Oh Come on. this is not the same as the freedom riders. These people chose voluntary segregation and you know what , good for them. I’d much prefer to know that my daughter was seated in the women’s section of the bus rather than alongside a man whose hands might wander to the wrong places. Do you know how many young girls have been touched by men on public transportation? I think we should cheer a community that takes an active stand against this instead of enlisting a bogus comparason to the Civil Rights movement.

Gila says:

An active stand against public sexual harrassment would be to convict the men doing it and putting them in jail where they belong. Punishing victims by removing them from the public sphere is not a response to be cheered. The only thing bogus about comparing Haredi discrimination against Jewish women in Israel to segregation in the American South is that the American South wasn’t founded to be the national homeland of and political safe haven for African Americans. So the Israeli version is actually that much more ridiculous.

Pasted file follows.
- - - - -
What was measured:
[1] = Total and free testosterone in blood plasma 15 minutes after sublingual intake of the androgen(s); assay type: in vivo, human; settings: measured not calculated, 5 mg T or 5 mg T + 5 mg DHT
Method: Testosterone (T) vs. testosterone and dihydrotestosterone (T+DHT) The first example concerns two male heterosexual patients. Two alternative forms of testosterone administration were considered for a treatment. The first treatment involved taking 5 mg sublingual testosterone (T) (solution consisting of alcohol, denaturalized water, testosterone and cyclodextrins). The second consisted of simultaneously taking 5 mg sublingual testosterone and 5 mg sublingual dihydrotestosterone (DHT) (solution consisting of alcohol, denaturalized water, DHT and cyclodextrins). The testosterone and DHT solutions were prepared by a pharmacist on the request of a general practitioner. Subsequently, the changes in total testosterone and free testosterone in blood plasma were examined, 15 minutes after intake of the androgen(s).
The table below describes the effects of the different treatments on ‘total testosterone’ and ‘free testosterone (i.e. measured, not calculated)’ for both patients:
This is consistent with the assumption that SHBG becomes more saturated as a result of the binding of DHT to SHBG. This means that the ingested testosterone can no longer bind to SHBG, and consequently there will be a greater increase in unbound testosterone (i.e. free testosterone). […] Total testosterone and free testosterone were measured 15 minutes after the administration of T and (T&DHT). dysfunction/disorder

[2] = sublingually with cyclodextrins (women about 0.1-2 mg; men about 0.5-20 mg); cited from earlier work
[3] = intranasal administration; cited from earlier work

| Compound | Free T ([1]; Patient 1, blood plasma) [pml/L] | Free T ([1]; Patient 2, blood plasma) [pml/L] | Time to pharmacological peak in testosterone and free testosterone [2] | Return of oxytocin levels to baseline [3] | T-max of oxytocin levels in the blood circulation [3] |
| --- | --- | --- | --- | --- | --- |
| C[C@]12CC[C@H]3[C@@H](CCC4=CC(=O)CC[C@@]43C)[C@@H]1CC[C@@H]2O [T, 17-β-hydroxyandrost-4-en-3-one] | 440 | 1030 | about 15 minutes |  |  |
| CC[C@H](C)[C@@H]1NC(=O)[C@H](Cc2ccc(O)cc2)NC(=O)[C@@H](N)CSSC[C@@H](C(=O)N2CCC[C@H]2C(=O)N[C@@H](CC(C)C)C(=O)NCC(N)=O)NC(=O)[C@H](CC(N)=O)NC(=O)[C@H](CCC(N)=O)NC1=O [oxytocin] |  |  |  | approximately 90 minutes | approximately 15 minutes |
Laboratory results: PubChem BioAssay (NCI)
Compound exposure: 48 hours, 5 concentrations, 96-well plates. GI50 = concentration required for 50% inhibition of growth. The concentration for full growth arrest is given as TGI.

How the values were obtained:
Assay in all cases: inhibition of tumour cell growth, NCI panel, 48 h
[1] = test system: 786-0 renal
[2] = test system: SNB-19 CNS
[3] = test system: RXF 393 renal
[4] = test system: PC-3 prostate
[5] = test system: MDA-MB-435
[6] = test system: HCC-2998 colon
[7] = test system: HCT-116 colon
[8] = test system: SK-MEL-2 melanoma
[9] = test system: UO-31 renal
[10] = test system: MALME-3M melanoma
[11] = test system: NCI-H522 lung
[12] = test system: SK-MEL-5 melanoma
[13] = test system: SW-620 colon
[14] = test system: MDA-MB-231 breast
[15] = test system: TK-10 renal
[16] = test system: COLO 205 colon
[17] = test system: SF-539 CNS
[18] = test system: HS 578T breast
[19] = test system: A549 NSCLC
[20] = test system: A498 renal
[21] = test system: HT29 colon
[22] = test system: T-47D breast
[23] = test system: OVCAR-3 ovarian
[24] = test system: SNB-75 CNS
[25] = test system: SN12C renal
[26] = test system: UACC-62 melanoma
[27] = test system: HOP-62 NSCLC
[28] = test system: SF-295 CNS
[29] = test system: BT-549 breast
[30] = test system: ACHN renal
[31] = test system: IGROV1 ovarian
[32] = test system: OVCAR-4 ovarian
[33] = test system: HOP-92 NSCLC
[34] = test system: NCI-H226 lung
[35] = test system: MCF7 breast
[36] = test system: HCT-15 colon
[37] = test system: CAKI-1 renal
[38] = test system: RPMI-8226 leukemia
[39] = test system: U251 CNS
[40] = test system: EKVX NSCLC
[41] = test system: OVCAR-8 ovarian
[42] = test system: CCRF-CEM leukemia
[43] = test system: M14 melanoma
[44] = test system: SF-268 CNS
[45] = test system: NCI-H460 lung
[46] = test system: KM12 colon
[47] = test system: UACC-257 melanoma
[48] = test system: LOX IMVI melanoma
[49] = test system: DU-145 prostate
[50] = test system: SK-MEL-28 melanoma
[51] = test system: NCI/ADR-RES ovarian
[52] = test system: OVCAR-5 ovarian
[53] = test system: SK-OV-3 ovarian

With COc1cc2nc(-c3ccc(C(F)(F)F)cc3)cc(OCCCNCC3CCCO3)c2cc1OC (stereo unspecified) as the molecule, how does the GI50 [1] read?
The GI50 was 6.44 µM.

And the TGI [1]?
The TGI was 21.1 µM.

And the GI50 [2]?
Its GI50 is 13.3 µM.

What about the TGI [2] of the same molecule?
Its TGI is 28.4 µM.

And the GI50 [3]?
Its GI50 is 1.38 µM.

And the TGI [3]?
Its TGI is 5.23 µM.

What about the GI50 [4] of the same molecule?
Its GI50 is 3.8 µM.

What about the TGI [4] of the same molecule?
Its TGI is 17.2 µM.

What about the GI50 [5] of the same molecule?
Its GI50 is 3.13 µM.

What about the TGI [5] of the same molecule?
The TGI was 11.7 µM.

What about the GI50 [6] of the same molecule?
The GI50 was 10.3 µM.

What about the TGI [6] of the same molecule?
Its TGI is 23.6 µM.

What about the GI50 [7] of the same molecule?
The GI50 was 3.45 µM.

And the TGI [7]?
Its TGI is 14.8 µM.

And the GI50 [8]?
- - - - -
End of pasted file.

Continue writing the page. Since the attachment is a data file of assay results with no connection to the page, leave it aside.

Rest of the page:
AYid says:

Desmond Morris, author of the 1960s anthropology book “The Naked Ape” points out that humans are the only mammals that are sexually stimulated visually. We have no “mating season.” Our noses aren’t sensitive enough to no sniff out females needing to mate. As it says “haayin roeh v’ha leiv chomed.” The eye sees and the heart desires.” Asking men to disconnect from their sexuality is actually SUBJUGATION of men, is unnatural and unnecessary. The Torah has shown us a way in which a society can function without promiscuity and all the damage that results from routinized sexuality – the answer is morality and modesty. Why don’t you ask the women in these communities whether or not they want liberal elites rescuing them from the dignity and majesty accorded by the Torah to the Jewish woman? These women don’t want their half naked bodies used to sell everything from cars to sneakers as is done in your “enlightened’ society.